campus
Image by 小亭 江 from Pixabay

The news is full of stories on the possibility of winter blackouts as the energy crisis continues to hit home. With the continuing prospect of restrictions in gas supplies across Europe, there is a strong chance with a extreme cold spell in the UK that there will be power rationing. This means that some parts of the UK will be dark. Students will face learning without light, power, heat or connectivity. How can you deliver high quality online learning without power or connectivity? So I wrote a blog post exploring this.

Also this from the Guardian: How would three-hour power cuts work if enacted in Great Britain?

People in England, Scotland and Wales are braced for the possibility of rolling power cuts this winter after a warning on Thursday from National Grid. The electricity and gas system operator has said households could face a series of three-hour power cuts…

So I wrote up a follow-up post.

stove espresso maker
Image by Karolina Grabowska from Pixabay

Wonkhe was reporting on the cost of living crisis.

The cost of living crisis will be worse than the impact of the pandemic for some students, a Welsh university Vice Chancellor has warned. Ben Calvert, vice chancellor at the University of South Wales, made the comment as he gave evidence at the opening of a Senedd committee inquiry into mental health in higher education. Calvert told the committee: “I actually think for some of our students that will be harder, particularly where we have got populations of students who are older.”

These concerns have been expressed by many universities at meetings I have attended. What could universities do, and what should universities do?

We potentially could see shifts in attendance patterns on campus by students, as they take advantage of the warm rooms and opportunities to charge devices away from their rented student homes.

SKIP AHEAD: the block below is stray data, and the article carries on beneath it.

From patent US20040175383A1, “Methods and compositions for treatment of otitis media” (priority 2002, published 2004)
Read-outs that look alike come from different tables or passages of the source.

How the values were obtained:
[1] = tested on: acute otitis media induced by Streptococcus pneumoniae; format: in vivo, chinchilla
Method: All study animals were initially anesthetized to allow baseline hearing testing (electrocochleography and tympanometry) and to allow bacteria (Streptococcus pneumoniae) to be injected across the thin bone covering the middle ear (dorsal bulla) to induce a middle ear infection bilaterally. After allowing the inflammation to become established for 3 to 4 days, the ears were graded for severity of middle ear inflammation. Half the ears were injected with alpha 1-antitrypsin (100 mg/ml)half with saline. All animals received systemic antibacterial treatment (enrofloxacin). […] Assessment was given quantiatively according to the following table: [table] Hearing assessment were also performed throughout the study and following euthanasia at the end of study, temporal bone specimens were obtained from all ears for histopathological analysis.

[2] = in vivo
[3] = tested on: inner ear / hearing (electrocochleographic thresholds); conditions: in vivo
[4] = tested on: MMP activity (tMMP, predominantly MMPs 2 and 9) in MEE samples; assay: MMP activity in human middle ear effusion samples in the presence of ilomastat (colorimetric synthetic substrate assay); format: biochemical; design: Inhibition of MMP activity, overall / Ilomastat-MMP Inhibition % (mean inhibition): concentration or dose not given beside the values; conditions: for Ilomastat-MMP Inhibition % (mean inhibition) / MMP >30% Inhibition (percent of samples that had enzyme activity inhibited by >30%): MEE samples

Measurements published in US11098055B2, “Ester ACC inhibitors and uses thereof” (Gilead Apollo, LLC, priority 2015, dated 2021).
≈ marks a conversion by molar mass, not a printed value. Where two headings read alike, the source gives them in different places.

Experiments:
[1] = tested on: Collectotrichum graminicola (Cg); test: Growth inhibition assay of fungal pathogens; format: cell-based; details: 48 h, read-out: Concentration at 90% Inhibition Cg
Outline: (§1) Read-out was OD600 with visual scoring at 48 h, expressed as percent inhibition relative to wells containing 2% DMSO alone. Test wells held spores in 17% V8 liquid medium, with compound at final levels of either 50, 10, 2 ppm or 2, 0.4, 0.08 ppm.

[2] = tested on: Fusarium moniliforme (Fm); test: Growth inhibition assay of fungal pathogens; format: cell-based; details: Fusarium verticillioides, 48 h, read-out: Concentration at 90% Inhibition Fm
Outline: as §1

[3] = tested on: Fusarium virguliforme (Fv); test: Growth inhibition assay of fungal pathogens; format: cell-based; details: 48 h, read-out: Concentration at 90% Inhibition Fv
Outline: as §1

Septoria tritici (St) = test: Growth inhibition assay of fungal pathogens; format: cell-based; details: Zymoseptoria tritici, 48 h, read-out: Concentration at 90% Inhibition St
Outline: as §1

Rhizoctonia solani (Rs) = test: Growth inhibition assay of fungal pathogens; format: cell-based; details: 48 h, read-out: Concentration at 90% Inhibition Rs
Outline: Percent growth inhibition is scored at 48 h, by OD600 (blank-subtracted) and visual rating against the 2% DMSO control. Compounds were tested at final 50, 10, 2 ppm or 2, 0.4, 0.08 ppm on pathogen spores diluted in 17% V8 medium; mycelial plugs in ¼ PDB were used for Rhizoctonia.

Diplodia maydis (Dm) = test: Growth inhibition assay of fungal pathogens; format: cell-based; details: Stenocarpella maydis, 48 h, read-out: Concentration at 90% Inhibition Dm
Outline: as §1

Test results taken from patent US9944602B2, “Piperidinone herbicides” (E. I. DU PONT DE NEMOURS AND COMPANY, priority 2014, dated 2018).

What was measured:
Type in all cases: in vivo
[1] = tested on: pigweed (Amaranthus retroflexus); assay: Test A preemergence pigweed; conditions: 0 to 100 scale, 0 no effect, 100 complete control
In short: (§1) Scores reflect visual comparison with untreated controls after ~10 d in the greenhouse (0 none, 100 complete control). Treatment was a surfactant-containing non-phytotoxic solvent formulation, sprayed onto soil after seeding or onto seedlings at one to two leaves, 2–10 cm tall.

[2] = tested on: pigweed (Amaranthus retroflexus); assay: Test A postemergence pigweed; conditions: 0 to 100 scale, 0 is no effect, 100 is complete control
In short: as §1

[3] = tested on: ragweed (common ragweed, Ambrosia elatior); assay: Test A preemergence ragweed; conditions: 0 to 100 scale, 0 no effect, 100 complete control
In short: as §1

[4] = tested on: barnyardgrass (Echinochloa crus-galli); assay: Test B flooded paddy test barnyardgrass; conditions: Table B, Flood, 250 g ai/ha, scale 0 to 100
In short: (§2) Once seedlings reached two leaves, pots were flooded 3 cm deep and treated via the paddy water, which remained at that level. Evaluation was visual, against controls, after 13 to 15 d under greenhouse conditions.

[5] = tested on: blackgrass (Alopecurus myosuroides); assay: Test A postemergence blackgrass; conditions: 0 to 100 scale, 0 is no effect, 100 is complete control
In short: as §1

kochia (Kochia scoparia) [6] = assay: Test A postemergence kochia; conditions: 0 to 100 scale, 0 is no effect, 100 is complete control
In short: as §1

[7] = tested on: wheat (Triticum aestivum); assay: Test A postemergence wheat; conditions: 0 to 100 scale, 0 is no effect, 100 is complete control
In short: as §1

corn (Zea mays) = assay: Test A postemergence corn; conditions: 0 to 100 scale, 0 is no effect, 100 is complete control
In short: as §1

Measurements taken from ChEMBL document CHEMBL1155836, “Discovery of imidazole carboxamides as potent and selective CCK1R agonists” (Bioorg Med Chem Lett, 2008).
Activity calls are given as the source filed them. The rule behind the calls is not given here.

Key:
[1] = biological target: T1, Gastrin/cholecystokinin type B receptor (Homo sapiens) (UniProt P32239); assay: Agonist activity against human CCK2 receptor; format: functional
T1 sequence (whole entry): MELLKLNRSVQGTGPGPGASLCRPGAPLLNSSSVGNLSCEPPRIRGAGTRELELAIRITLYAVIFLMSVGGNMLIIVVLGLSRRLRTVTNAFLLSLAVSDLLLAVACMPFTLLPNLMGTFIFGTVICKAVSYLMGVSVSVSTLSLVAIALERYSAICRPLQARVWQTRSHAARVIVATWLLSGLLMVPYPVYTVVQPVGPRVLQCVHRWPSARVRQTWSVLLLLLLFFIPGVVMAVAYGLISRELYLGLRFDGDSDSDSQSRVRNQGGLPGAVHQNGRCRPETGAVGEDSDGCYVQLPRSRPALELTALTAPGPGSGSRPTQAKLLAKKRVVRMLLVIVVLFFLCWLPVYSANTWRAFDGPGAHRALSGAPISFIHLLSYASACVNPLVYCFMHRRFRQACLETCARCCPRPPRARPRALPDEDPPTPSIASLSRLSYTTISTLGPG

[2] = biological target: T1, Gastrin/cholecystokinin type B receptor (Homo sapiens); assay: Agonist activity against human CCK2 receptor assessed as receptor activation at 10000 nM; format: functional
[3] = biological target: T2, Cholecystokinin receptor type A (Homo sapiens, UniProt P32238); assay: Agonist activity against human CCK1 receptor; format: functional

This was an interesting read on Eighteen pitfalls to beware of in AI journalism.

We noticed that many articles tend to mislead in similar ways, so we analyzed over 50 articles about AI from major publications, from which we compiled 18 recurring pitfalls. We hope that being familiar with these will help you detect hype whenever you see it. We also hope this compilation of pitfalls will help journalists avoid them.

The first example was this analysis of an article on an AI EdTech product, The Machines Are Learning, and So Are the Students.

It features comments such as this one:

This sentence implies that AI is autonomously grading and optimizing coursework. However, it is only being used to assist teachers in a small part of grading: identifying the answer that a student wrote and checking if it matches the answer provided by the teacher.

I think that the article and analysis is not just useful for journalists, but anyone looking at AI in education (and beyond).

Image by Free-Photos from Pixabay
Image by Free-Photos from Pixabay

I have been thinking about the keynote I am delivering for Moving Target 2022 in Berlin in November. Planning a short video for the conference organisers social media for next week as well.

My top tweet this week was this one.